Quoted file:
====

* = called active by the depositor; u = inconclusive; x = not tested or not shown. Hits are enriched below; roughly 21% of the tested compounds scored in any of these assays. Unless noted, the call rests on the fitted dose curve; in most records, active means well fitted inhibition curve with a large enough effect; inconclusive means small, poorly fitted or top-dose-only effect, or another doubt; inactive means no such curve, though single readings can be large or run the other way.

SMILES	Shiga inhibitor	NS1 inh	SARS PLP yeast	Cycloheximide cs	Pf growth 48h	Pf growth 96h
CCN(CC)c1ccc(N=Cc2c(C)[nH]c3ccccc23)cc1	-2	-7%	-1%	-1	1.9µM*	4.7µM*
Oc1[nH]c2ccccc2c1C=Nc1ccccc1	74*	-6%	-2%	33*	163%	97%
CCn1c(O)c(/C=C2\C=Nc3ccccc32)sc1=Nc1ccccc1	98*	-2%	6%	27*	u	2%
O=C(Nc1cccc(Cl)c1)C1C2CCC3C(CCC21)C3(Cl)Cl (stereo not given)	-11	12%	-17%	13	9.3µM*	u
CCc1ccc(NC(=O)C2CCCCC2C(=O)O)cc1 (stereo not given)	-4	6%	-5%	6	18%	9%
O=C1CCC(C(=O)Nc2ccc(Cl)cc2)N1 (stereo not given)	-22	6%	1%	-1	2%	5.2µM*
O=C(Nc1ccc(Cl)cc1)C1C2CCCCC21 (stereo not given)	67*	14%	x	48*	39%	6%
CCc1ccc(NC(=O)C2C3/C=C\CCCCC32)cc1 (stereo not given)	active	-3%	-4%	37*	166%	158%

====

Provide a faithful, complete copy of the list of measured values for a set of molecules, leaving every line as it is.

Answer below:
* = called active by the depositor; u = inconclusive; x = not tested or not shown. Hits are enriched below; roughly 21% of the tested compounds scored in any of these assays. Unless noted, the call rests on the fitted dose curve; in most records, active means well fitted inhibition curve with a large enough effect; inconclusive means small, poorly fitted or top-dose-only effect, or another doubt; inactive means no such curve, though single readings can be large or run the other way.

SMILES	Shiga inhibitor	NS1 inh	SARS PLP yeast	Cycloheximide cs	Pf growth 48h	Pf growth 96h
CCN(CC)c1ccc(N=Cc2c(C)[nH]c3ccccc23)cc1	-2	-7%	-1%	-1	1.9µM*	4.7µM*
Oc1[nH]c2ccccc2c1C=Nc1ccccc1	74*	-6%	-2%	33*	163%	97%
CCn1c(O)c(/C=C2\C=Nc3ccccc32)sc1=Nc1ccccc1	98*	-2%	6%	27*	u	2%
O=C(Nc1cccc(Cl)c1)C1C2CCC3C(CCC21)C3(Cl)Cl (stereo not given)	-11	12%	-17%	13	9.3µM*	u
CCc1ccc(NC(=O)C2CCCCC2C(=O)O)cc1 (stereo not given)	-4	6%	-5%	6	18%	9%
O=C1CCC(C(=O)Nc2ccc(Cl)cc2)N1 (stereo not given)	-22	6%	1%	-1	2%	5.2µM*
O=C(Nc1ccc(Cl)cc1)C1C2CCCCC21 (stereo not given)	67*	14%	x	48*	39%	6%
CCc1ccc(NC(=O)C2C3/C=C\CCCCC32)cc1 (stereo not given)	active	-3%	-4%	37*	166%	158%